Wednesday, 28 December 2011

Neuroscientists Boost Memory Using Genetics and Memory Enhancing Drug


When the activity of a molecule that is normally elevated during viral infections is inhibited in the brain, mice learn and remember better, researchers at Baylor College of Medicine reported in a recent article in the journal Cell.
“The molecule PKR (the double-stranded RNA-activated protein kinase) was originally described as a sensor of viral infections, but its function in the brain was totally unknown,” said Dr. Mauro Costa-Mattioli, assistant professor of neuroscience at BCM and senior author of the paper.
“We found that when we genetically inhibit PKR, we increased the excitability of brain cells and enhanced learning and memory, in a variety of behavioral tests,” he said.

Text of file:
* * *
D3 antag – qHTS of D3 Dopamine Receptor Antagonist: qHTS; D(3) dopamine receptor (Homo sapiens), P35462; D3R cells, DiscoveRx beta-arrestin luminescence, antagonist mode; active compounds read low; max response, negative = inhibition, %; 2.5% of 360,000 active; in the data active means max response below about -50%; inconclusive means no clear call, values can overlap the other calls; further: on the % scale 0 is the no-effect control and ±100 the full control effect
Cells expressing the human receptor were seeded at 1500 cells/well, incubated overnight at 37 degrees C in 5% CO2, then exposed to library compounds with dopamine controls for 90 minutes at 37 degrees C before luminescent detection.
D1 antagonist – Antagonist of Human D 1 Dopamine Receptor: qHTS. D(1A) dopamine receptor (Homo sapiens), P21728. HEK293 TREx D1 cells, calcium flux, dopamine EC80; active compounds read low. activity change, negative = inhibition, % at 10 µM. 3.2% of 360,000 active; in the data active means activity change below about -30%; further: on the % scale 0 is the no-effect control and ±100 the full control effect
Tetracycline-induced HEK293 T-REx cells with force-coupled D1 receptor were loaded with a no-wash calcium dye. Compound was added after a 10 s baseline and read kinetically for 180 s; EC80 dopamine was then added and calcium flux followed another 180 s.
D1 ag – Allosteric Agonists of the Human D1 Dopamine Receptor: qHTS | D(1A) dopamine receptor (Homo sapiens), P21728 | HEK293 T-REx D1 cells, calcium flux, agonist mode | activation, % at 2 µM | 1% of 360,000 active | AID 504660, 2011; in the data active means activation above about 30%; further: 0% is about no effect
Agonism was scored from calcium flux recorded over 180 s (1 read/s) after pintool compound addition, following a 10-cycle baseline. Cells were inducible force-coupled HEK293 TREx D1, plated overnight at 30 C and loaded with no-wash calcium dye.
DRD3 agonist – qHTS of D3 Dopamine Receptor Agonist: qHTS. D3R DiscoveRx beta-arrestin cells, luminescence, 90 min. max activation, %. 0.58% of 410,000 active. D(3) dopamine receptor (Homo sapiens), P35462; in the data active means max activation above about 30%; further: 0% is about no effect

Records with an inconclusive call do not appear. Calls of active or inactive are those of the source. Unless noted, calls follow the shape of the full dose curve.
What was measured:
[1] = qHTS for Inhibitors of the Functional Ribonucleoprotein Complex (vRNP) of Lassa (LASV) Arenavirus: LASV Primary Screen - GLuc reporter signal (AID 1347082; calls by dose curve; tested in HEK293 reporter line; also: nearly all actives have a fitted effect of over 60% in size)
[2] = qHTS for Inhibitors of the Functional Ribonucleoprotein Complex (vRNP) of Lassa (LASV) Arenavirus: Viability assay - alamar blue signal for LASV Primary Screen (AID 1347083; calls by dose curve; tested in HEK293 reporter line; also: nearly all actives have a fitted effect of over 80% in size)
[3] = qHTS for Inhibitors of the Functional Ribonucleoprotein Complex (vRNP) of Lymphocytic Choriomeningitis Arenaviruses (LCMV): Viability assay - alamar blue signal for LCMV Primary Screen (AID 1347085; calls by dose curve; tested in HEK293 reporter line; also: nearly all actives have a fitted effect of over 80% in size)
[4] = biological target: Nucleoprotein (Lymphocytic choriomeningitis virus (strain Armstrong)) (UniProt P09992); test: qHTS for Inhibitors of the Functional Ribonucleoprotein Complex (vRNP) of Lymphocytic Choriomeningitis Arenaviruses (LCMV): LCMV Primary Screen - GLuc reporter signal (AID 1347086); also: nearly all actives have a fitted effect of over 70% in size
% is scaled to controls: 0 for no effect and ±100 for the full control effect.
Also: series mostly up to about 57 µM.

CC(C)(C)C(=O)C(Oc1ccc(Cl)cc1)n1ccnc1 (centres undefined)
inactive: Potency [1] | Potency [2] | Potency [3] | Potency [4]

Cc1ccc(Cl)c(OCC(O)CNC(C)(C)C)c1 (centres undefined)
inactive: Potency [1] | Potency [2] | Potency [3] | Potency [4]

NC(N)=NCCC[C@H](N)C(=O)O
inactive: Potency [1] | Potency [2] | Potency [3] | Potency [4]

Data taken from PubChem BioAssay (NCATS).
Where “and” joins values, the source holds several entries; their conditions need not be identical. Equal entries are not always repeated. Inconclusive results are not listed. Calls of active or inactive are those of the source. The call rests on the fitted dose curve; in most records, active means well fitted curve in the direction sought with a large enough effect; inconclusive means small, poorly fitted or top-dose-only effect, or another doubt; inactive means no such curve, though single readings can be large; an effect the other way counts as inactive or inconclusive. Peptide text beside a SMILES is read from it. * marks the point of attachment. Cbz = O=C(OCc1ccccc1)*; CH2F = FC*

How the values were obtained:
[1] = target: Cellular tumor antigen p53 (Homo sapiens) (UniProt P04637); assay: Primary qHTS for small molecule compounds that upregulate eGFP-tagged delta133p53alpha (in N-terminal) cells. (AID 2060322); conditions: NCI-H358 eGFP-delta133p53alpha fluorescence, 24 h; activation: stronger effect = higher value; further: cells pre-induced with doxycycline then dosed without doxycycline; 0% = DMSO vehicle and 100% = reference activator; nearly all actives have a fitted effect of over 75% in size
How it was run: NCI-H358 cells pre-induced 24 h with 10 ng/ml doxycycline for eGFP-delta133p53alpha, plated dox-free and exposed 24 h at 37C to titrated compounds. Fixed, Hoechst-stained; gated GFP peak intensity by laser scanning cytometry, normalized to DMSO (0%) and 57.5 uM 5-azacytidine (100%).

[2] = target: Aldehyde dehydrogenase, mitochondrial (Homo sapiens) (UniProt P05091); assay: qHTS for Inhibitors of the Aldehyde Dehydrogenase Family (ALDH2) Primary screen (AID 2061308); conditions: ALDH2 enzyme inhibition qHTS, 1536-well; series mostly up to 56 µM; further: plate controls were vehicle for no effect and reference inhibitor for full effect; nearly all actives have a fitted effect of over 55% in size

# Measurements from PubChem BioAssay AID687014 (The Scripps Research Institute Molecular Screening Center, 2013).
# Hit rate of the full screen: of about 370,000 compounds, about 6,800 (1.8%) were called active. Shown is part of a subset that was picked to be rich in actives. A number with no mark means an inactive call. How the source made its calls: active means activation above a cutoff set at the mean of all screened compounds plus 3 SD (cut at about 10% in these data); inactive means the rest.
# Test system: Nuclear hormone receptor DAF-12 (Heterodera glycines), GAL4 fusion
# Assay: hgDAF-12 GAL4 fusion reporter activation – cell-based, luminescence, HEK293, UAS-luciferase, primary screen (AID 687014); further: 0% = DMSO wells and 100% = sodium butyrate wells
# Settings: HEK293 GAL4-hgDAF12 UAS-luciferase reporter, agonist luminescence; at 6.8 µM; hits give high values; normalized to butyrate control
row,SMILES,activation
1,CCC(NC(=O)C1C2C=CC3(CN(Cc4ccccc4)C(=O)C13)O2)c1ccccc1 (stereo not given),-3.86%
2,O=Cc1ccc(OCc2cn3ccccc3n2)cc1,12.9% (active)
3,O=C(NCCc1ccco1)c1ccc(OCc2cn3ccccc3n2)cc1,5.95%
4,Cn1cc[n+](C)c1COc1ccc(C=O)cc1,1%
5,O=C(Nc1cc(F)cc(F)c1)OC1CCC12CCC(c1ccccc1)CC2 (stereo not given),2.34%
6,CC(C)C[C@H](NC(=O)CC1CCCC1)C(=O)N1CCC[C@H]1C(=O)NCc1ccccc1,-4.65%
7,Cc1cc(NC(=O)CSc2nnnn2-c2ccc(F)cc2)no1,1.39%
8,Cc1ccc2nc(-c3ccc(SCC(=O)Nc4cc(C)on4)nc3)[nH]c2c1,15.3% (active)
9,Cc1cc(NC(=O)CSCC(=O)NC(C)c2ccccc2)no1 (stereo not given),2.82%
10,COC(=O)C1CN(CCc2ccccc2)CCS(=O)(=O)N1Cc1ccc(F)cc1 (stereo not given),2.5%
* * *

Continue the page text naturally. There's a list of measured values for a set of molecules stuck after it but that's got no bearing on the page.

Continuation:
“These data are totally unexpected, and show that two molecules classically known to play a role in viral infection and the immune response regulate the kind of brain activity that leads to the formation of long-term memory in the adult brain,” said Costa-Mattioli. 
Another key finding made by Costa-Mattioli and his team of researchers was the fact that this process could be mimicked by a PKR inhibitor – a small molecule that blocks PKR activity and thus acts as a “memory-enhancing drug.”
“It is indeed quite amazing that we can also enhance both memory and brain activity with a drug that specifically targets PKR”. Definitely then, the next step is to use what we have learned in mice and to try to improve brain function in people suffering from memory loss, said Costa-Mattioli.
Although Costa-Mattioli’s memory pill may be years away from approval by the U.S. Food and Drug Administration, its impact on society and medicine could be very profound. 

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